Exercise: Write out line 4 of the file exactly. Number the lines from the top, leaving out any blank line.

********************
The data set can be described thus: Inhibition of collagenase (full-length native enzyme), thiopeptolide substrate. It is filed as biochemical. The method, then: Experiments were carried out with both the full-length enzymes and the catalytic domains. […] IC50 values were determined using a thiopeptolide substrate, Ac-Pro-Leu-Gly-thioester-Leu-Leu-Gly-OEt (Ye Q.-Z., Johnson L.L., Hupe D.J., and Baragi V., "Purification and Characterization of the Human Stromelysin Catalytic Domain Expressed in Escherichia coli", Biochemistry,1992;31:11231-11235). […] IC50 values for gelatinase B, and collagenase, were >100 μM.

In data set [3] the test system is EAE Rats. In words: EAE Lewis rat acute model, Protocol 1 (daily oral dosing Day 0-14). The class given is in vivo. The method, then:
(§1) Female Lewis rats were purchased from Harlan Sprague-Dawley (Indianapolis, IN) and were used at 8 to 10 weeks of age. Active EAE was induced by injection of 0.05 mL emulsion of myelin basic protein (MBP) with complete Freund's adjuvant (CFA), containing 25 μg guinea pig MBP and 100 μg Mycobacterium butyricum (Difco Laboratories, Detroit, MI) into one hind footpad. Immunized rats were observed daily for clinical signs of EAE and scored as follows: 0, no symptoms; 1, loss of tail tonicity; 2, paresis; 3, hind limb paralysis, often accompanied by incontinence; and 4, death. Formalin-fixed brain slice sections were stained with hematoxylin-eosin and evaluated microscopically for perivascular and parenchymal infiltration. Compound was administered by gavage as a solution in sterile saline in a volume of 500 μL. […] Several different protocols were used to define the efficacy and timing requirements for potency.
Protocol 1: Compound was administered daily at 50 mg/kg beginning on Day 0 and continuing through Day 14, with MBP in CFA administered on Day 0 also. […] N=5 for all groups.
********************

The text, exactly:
Protocol 1: Compound was administered daily at 50 mg/kg beginning on Day 0 and continuing through Day 14, with MBP in CFA administered on Day 0 also. […] N=5 for all groups.